At 7 million square km (2.7 million square miles), the Amazon is the world’s largest and most biodiverse rainforest. Sixty percent of the so-called “lungs of the Earth” is located in Brazil, with the remainder spread between Peru, Colombia, Venezuela, Ecuador, Bolivia, Guyana, Suriname and French Guiana.
Since humans arrived in the Amazon more than 11 centuries ago, humans have exploited the riches of the rainforest for food, shelter and energy. But it wasn’t until colonization, followed by subsequent large-scale agricultural development and eventual industrialization, that our footprints began to significantly impact one of Earth’s greatest treasures.
Though we usually destroy, we also explore, document and try to protect the Amazon. Here are five different ways humans interact with the lungs of the Earth.
Though people often clear forestland with controlled burning, deforestation for the purposes of farming and logging contribute to wildfires as well. Fires can also occur due to rising temperatures and droughts that are influenced by man-made climate change.
Check out this animated infographic from InfoAmazonia to see all the fires in the Amazon region from January 2012 to December 2014. The areas where fires have been most frequent are located in the southeastern portion of the Brazilian Amazon.
It’s no surprise that vast parts of the Amazon have been cleared and transformed into plantations for a variety of crops and animal husbandry, especially connected to the beef industry. In order to slow deforestation, major soybean traders introduced a moratorium on the purchase of soy grown in the Brazilian Amazon on land cleared after 2006. This voluntary act, which was adopted under pressure from NGOs, retailers and activist groups, has been extremely effective in halting the rate of deforestation.
What we found is that before the moratorium, 30 percent of soy expansion occurred through deforestation, and after the moratorium, almost none did; only about 1 percent of the new soy expansion came at the expense of forest.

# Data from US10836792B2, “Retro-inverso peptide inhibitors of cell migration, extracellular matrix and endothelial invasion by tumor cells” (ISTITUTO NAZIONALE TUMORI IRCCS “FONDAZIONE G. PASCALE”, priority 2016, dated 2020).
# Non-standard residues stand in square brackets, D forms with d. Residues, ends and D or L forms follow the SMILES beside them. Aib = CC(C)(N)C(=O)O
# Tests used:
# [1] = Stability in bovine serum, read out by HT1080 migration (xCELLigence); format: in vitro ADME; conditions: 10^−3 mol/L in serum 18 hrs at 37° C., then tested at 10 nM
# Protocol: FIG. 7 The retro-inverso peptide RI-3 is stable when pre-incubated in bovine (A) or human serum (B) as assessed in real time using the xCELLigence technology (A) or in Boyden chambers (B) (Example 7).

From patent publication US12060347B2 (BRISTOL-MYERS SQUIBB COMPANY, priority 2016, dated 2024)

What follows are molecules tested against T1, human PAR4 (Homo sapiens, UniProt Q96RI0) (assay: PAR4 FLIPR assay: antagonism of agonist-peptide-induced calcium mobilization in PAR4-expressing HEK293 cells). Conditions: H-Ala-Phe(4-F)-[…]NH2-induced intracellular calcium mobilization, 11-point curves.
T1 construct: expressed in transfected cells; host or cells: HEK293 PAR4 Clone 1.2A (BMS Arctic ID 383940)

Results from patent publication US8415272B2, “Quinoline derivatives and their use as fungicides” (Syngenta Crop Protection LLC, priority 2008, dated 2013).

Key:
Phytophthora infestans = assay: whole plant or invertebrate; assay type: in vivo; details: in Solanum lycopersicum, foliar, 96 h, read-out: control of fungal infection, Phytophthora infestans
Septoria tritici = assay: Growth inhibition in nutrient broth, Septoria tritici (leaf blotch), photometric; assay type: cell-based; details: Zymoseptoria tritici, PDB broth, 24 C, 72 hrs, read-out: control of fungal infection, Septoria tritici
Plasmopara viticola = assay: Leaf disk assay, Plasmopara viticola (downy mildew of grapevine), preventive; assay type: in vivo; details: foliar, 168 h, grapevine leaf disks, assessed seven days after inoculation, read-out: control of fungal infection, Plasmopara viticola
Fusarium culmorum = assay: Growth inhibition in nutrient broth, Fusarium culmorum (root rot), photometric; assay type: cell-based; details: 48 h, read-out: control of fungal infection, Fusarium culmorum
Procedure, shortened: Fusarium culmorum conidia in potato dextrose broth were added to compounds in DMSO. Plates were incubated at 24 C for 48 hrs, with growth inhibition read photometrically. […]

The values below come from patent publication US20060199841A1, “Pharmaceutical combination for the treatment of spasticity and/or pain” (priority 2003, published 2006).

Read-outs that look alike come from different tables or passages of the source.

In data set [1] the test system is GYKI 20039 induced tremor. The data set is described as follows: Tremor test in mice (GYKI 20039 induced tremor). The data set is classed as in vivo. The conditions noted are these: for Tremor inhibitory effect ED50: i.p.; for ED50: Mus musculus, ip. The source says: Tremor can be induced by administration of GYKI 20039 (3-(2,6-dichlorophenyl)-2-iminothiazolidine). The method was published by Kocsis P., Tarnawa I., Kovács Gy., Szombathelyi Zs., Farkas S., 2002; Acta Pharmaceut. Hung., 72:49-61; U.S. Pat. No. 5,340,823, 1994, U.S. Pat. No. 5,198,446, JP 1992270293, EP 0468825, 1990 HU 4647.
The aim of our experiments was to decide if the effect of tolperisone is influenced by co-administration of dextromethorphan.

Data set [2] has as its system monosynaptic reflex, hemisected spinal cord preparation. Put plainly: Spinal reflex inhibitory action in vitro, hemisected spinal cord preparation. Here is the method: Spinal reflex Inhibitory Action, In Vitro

—Holly Gibbs, professor of environmental studies and geography, UW-Madison Nelson Institute’s Center for Sustainability and the Global Environment (via Phys.org)
As is the case with the NASA satellite data used in the fires infographic, observing the rainforest from above can tell us a lot about what kind of damage we are doing. A joint German-Brazilian effort to monitor weather and greenhouse gases has resulted in the construction of an observation tower in São Sebastião do Uatuma in Amazonas State, Brazil. At 325 meters, the structure is taller than the Eiffel Tower.
Read more about the tower here.
The Amazon is a treasure trove of biodiversity, including medicinal plants and as-of-yet undiscovered forms of life. It is also home to some of the most isolated pockets of humanity in the world, many of which are at risk due to activities driven by national and global economics, greed and neocolonialism. Individuals like Portuguese photographer Daniel Rodrigues are documenting the way of life of tribes like the Awa-Guaja people and showing the world how some cultures can live off the Amazon without destroying it.
Check out a gallery of Daniel’s work here.
Roads built throughout the Amazon are not only opening up the territory to civilization and infrastructure. A recent study shows that roads for oil and gas trucks are resulting in deforestation, human rights issues and biodiversity loss, including over-hunting.
The hydrocarbon frontier keeps pushing deeper into the Amazon and there needs to be a strategic plan for how future development takes place in regards to roads. We pay particular attention to access roads because they are a well-documented primary driver of deforestation and forest degradation.
—Matt Finer, Amazon Conservation Association (via the Guardian)
Humans don’t only interact with this natural treasure in negative ways, but we need to take many more positive steps to stop the destruction and start to make up for the damage we’ve already caused.